The building that houses the current Museum was originally the Royal Asiatic Society (RAS) building. Home to one of the first modern museums in China, the building was once the most influential venue for academic exchange and public education in the Far East.
The Royal Asiatic Society (RAS) was the home to one of the first modern museums in China; it was completed in 1932 by the architect George L. Wilson with its exquisite Art Deco spirit combining western and Chinese elements. In 2007, world-renowned architect David Chipperfield was commissioned to renovate the museum interior with simplicity, grace and functionality, infusing the historical architecture with the spirit and character of modern and contemporary art.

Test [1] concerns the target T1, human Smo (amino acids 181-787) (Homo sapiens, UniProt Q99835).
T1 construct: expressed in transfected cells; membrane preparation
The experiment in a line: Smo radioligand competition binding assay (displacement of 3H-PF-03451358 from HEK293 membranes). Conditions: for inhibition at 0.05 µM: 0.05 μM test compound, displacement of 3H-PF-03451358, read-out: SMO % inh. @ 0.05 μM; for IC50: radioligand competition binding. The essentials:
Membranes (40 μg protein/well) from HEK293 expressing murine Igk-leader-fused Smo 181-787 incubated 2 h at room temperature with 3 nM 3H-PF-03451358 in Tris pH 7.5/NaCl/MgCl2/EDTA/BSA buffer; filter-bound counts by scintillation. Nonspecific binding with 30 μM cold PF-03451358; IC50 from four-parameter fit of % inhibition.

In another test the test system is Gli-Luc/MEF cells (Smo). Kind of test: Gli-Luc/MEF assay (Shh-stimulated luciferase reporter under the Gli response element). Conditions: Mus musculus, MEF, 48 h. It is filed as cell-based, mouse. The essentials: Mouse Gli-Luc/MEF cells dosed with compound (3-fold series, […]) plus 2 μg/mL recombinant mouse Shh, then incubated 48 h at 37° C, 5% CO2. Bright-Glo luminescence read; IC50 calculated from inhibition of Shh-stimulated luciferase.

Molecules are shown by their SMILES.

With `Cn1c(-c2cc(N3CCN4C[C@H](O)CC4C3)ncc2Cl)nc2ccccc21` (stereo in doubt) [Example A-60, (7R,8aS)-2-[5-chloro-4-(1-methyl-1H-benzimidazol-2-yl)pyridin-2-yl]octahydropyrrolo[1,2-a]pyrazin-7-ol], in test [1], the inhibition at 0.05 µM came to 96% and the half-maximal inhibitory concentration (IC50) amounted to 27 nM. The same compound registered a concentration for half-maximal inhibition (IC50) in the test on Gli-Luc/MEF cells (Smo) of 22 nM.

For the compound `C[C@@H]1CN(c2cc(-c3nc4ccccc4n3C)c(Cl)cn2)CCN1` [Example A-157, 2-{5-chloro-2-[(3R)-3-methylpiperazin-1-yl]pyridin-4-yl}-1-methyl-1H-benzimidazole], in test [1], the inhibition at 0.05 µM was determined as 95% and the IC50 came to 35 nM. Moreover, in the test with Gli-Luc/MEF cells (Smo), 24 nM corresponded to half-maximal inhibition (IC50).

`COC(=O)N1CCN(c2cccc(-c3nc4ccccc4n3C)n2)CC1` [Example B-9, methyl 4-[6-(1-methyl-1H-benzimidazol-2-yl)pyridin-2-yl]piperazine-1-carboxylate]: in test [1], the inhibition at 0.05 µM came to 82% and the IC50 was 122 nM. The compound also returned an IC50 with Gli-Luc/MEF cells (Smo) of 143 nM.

In 1874, under the support of the Shanghai Municipal Council (SMC), the North China Branch of the Royal Asiatic Society raised money from local community and built its first permanent venue on 20 Upper Yuen Ming Yuen Road (currently the Huqiu Road), a 2-floor building that had contained a library, a museum and a lecture hall. The Museum was also known as “Shanghai Museum”, with collecting natural specimens and cultural artifacts pertaining to China as its main tasks. In 1886, in recognition of the museum’s contribution to the development of local culture, the SMC decided to change the name of the street into “Museum Road”.